that: if I could only lay iny bands oh
I'd be worth* another"
$S0,000.
if you
can bunt him down anywhere, I'll pay
you well."
"What's he like*"
"He's the dcad image of me, as like
as the halves of a split pea—what you
call over here qjy double. Qe's got his
Initials tattooed on the soles of his
feet."
"What!" I exclaimed.
"¥es, on the soles of his feet. It's a
ticklish job, adailt."
Vau Scoup entertained us with a
long rigmarole as to how lie had only
to find this double, whom he knew to
be iii London, aud to produce him in
New York to have him convicted of an
impudent fraud by which he had abso
lutely got immense sums of money by
personating Van Scoup in several
places iu the States.
Of coursu I never gave the matter a
moment's consideration until one night
I felt I should like to have a Turkish
bath and so found myself in Northum
berland avenue luxuriating )n true
eastern.fashion.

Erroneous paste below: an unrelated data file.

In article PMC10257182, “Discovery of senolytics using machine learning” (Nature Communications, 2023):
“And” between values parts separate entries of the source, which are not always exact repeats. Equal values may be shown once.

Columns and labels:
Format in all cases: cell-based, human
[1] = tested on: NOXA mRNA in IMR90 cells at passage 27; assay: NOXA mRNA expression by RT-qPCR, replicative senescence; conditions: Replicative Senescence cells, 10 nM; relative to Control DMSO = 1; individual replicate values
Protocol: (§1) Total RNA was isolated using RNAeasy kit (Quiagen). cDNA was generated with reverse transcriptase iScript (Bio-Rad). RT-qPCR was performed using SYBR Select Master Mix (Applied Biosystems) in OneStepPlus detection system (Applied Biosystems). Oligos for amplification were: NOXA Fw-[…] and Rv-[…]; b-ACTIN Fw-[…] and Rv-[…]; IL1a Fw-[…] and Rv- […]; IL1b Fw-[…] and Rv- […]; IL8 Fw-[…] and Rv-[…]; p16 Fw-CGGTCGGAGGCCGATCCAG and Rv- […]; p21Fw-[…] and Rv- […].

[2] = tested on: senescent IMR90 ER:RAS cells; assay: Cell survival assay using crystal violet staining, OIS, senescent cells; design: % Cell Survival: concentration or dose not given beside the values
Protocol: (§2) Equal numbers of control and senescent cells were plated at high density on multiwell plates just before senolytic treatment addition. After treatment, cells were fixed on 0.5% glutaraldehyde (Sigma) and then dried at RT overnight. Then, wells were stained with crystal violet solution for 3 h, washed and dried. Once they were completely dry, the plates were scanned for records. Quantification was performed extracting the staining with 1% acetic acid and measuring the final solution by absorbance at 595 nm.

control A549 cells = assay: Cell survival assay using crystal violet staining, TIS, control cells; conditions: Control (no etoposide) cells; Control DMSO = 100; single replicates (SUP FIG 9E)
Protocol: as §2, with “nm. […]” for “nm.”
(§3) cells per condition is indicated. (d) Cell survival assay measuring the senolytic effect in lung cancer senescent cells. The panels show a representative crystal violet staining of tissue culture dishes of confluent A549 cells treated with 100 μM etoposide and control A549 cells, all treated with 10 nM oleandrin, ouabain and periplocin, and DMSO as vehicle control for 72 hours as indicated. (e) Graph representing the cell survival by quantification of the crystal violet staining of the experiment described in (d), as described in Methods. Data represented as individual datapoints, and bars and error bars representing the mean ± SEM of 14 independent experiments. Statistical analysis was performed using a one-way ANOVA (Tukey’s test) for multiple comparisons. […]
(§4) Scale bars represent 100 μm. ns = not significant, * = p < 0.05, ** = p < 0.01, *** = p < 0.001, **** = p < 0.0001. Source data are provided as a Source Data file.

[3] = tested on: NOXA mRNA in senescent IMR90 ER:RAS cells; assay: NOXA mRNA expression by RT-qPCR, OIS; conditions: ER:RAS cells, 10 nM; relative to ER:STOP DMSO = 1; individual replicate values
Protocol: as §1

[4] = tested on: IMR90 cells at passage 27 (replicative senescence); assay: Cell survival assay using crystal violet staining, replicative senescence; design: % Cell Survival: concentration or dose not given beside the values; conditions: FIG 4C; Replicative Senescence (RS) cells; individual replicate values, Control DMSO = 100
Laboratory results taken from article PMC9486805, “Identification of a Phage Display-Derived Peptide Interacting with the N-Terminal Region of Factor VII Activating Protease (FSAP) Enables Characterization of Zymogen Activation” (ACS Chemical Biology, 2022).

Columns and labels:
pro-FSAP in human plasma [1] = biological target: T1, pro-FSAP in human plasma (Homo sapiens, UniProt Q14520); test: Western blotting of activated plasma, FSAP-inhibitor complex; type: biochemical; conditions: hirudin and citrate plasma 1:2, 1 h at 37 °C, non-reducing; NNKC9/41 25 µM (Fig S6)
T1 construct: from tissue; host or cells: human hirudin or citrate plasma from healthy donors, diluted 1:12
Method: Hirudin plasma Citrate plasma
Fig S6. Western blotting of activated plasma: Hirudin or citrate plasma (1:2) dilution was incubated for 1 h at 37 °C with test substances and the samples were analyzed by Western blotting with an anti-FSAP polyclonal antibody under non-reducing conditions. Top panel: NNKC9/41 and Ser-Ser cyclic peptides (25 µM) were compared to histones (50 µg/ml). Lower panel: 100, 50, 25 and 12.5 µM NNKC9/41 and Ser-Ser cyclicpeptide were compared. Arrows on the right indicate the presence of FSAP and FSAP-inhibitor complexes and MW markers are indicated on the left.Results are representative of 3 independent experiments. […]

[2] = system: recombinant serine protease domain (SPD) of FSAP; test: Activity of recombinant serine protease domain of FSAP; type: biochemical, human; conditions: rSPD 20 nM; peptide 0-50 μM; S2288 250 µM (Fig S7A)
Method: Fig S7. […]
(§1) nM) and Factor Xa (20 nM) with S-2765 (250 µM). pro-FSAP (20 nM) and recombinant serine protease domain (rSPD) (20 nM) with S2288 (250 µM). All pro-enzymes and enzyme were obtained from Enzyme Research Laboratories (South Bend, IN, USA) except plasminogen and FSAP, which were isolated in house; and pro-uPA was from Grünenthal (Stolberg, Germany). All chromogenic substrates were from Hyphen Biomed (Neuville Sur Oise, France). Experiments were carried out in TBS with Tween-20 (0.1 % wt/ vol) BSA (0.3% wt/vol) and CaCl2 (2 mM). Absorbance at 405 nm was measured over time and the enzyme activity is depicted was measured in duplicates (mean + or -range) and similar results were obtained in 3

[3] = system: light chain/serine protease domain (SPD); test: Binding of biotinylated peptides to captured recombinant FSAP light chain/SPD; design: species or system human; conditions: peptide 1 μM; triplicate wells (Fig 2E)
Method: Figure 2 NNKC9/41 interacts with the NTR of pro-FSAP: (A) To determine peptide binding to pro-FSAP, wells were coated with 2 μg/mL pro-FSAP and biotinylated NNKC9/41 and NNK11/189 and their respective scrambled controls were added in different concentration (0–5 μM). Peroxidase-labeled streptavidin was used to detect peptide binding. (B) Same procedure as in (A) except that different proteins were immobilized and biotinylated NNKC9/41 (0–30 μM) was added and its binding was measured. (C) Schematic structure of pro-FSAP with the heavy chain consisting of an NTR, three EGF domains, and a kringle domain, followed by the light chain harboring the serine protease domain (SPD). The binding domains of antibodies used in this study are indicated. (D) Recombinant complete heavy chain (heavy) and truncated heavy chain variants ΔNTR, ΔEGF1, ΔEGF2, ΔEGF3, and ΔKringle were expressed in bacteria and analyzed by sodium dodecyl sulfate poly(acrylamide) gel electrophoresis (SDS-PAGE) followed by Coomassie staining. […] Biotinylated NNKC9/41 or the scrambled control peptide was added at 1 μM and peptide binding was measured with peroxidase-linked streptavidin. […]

I had not been in one of the hot
roams long before I saw the big,
burly form of tlici American coming
through the doors.
I rose from the marble slab to greet
him.
"Well, Van Scoup, tills is a queer
place to meet you. Why, we're dining
together tomorrow evening."
"So we are, but that's no reason
why we shouldn't enjoy ourselves to
gether tonight, is it?" ..
"Of course not."
He took one of the wooden lounge
chairs beside the marble slab on which
I was extended at full length, and we
had a very intarosting conversation.
"I've not found your double yet," I
said. "Have you seen or heard of
him?"
"Xo I've net. But you wouldn't ex
pect to find,him hero, would you?"
I laivrliingly replied: "Xo perhaps
not. Of course you would be able to
sec his foot here, wouldn't youV*
lie "Ah. so you would!
Novo:- thought of that. I ought to
have lift(1 a private detective put on
at every Iv.th in London."
I sr.jr:est3d. "It wouldn't have been
a bad plan il' it was worth the trou
ble."
"Oh. It's wort:i the trouble!"
Time parsed :. and my companion
wan 1'::' f.vt to announce his inten
tion of bolnrr shampooed and left for
the cooler room.